Drydan with the fruit of his tightline nymphing.

But this time my mojo was different. On about my fifth cast, my indicator started moving up-current, and with a twitch of the rod tip, I began feeling that glorious pulsating action of a large trout who resented being hooked. The tug is indeed the drug. I reveled in the battle as the beautiful rainbow valiantly fought to stay out of the net, unsuccessfully.

Working our way through some skinny water, Drydan and I each caught four trout that had survived the weekend, yet they were fooled by our incredible fishing skills.

We moved to another location on the river and had even greater success with larger trout. We both reached double figures relatively quickly and decided to call it a day at about 2:30 pm. Though we could have caught many more trout, we wanted to let other, less skillful, fishermen have their chance.

Our praise of MassWildlife was profuse for their adroit management of Massachusetts fisheries.

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9 thoughts on “To the Bitter End

  1. Bill a timely article. I can relate. My last two or three trout trips and my first two striper trips of the year have resulted in about the same, one small hatchery trout. I had a solution, go turkey hunting. I should say that turkey hunting can lead to the same “bitterness”. Bright side, makes it all the more sweet when it all comes together.

    1. Dry spells are hard. I wish I handled them better. But, Robert, you are right, breaking through is sweet.

  2. Because I live in Berkshire County in western mass, and most rivers out my way are all blown out because of all the past rain, so I haven’t been out yet. But I will tell you I know how you felt. Sometimes I too question mass dfw stocking methods and why they do and how they do it. But there have been times during years past that I couldn’t have done anything right and other times, I couldn’t do anything wrong with casting a fly and or catching trout on the fly. I keep reminding myself its called fishing, not catching. With all my personal DFW questions removed, I look forward to the fly fishing joys and disappointments of the upcoming fly fishing opportunities. I love the fly fishing sport and all its methods, so regardless of our self pressures we put on ourselves, it all good.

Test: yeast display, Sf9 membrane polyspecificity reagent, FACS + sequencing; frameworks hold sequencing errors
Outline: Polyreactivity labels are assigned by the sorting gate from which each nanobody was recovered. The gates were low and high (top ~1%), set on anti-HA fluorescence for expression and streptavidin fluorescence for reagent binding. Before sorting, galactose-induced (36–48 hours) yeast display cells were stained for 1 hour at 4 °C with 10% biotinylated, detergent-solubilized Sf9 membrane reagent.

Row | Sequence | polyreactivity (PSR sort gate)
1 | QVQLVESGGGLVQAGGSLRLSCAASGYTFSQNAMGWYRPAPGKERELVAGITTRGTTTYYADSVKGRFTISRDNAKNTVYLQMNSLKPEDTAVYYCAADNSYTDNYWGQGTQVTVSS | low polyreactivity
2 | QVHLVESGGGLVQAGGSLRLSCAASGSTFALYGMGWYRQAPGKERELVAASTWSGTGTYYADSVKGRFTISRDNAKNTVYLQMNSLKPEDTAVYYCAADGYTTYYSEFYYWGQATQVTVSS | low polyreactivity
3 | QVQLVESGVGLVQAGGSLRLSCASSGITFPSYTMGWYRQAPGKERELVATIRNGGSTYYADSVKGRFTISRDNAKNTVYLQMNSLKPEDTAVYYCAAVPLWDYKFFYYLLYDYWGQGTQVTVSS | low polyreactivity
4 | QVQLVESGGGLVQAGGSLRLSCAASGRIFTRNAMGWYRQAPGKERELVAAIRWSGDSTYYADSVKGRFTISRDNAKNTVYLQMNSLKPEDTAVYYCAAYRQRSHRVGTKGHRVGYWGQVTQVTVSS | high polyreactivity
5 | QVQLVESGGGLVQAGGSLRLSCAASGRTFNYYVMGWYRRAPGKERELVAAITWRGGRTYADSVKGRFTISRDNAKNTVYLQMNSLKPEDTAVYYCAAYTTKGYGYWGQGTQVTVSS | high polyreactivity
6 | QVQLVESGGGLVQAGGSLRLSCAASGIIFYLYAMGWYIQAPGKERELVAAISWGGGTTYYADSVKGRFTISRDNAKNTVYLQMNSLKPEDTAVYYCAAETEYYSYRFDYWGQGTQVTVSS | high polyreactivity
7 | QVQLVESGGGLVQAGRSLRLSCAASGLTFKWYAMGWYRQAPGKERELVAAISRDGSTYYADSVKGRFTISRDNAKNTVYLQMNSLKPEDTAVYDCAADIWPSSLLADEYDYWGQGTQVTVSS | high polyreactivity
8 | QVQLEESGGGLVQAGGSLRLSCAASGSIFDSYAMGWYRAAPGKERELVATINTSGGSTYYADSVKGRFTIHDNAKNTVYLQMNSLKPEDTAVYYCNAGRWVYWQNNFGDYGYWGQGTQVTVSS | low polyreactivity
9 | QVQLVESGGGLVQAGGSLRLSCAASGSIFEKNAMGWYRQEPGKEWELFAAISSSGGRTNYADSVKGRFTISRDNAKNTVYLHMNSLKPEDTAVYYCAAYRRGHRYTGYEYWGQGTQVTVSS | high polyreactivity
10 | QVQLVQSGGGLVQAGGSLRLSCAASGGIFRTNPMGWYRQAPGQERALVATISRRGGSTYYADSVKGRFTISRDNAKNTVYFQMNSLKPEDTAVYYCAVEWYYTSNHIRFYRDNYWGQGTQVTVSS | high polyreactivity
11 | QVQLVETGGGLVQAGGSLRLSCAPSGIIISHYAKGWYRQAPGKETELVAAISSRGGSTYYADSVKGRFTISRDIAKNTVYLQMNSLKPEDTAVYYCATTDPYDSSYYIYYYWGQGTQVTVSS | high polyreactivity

1. If we never caught a trout, it would be no fun. If we caught fish on every cast, it would be no fun. The fun is somewhere in between. I’d rather live closer to the former extreme than the latter.

  3. Bill, I’ve head that Sudden Trout Blindness (STB) is in fact a real thing and can be triggered in trout when weather conditions, river conditions, and the price of corn in southeastern Oklahoma all align within a certain range. No doubt in mind that the fish you were looking for experienced STB for a stretch. I was also thrilled to hear that the drought ended and that those trout were miraculously healed. You’ve given me renewed hope.

    1. Good to know, Chris. Between STB, low pressure systems, and ghost stocking, it’s a wonder we catch any trout at all.